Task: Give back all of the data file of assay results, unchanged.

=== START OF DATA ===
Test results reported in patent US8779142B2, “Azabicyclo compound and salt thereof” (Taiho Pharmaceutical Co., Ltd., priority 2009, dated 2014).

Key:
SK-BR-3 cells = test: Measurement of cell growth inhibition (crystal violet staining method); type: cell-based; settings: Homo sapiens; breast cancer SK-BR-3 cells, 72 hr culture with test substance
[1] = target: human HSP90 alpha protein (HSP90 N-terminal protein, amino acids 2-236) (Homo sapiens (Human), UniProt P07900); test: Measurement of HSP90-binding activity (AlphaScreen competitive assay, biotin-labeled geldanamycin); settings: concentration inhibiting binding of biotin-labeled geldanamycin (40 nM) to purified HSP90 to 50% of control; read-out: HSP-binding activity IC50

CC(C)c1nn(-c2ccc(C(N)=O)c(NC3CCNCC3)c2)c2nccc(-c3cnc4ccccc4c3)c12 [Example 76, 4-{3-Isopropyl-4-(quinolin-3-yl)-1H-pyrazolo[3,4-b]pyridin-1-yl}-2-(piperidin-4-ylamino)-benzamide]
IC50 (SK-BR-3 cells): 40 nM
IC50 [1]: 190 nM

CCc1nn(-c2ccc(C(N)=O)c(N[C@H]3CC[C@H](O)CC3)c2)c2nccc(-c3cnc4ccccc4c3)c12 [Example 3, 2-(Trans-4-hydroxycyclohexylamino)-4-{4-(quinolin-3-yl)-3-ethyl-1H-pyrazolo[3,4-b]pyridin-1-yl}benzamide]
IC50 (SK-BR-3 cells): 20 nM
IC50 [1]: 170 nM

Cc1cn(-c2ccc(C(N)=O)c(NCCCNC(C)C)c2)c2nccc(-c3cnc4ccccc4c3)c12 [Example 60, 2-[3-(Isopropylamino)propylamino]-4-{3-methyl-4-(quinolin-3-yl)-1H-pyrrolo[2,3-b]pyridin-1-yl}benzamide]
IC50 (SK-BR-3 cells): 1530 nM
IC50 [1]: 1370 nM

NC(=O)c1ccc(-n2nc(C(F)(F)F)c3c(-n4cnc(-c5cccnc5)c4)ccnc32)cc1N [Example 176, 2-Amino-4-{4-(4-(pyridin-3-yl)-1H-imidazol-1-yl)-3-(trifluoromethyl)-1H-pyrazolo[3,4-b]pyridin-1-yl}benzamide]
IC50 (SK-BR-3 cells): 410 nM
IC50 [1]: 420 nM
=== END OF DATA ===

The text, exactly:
Test results reported in patent US8779142B2, “Azabicyclo compound and salt thereof” (Taiho Pharmaceutical Co., Ltd., priority 2009, dated 2014).

Key:
SK-BR-3 cells = test: Measurement of cell growth inhibition (crystal violet staining method); type: cell-based; settings: Homo sapiens; breast cancer SK-BR-3 cells, 72 hr culture with test substance
[1] = target: human HSP90 alpha protein (HSP90 N-terminal protein, amino acids 2-236) (Homo sapiens (Human), UniProt P07900); test: Measurement of HSP90-binding activity (AlphaScreen competitive assay, biotin-labeled geldanamycin); settings: concentration inhibiting binding of biotin-labeled geldanamycin (40 nM) to purified HSP90 to 50% of control; read-out: HSP-binding activity IC50

CC(C)c1nn(-c2ccc(C(N)=O)c(NC3CCNCC3)c2)c2nccc(-c3cnc4ccccc4c3)c12 [Example 76, 4-{3-Isopropyl-4-(quinolin-3-yl)-1H-pyrazolo[3,4-b]pyridin-1-yl}-2-(piperidin-4-ylamino)-benzamide]
IC50 (SK-BR-3 cells): 40 nM
IC50 [1]: 190 nM

CCc1nn(-c2ccc(C(N)=O)c(N[C@H]3CC[C@H](O)CC3)c2)c2nccc(-c3cnc4ccccc4c3)c12 [Example 3, 2-(Trans-4-hydroxycyclohexylamino)-4-{4-(quinolin-3-yl)-3-ethyl-1H-pyrazolo[3,4-b]pyridin-1-yl}benzamide]
IC50 (SK-BR-3 cells): 20 nM
IC50 [1]: 170 nM

Cc1cn(-c2ccc(C(N)=O)c(NCCCNC(C)C)c2)c2nccc(-c3cnc4ccccc4c3)c12 [Example 60, 2-[3-(Isopropylamino)propylamino]-4-{3-methyl-4-(quinolin-3-yl)-1H-pyrrolo[2,3-b]pyridin-1-yl}benzamide]
IC50 (SK-BR-3 cells): 1530 nM
IC50 [1]: 1370 nM

NC(=O)c1ccc(-n2nc(C(F)(F)F)c3c(-n4cnc(-c5cccnc5)c4)ccnc32)cc1N [Example 176, 2-Amino-4-{4-(4-(pyridin-3-yl)-1H-imidazol-1-yl)-3-(trifluoromethyl)-1H-pyrazolo[3,4-b]pyridin-1-yl}benzamide]
IC50 (SK-BR-3 cells): 410 nM
IC50 [1]: 420 nM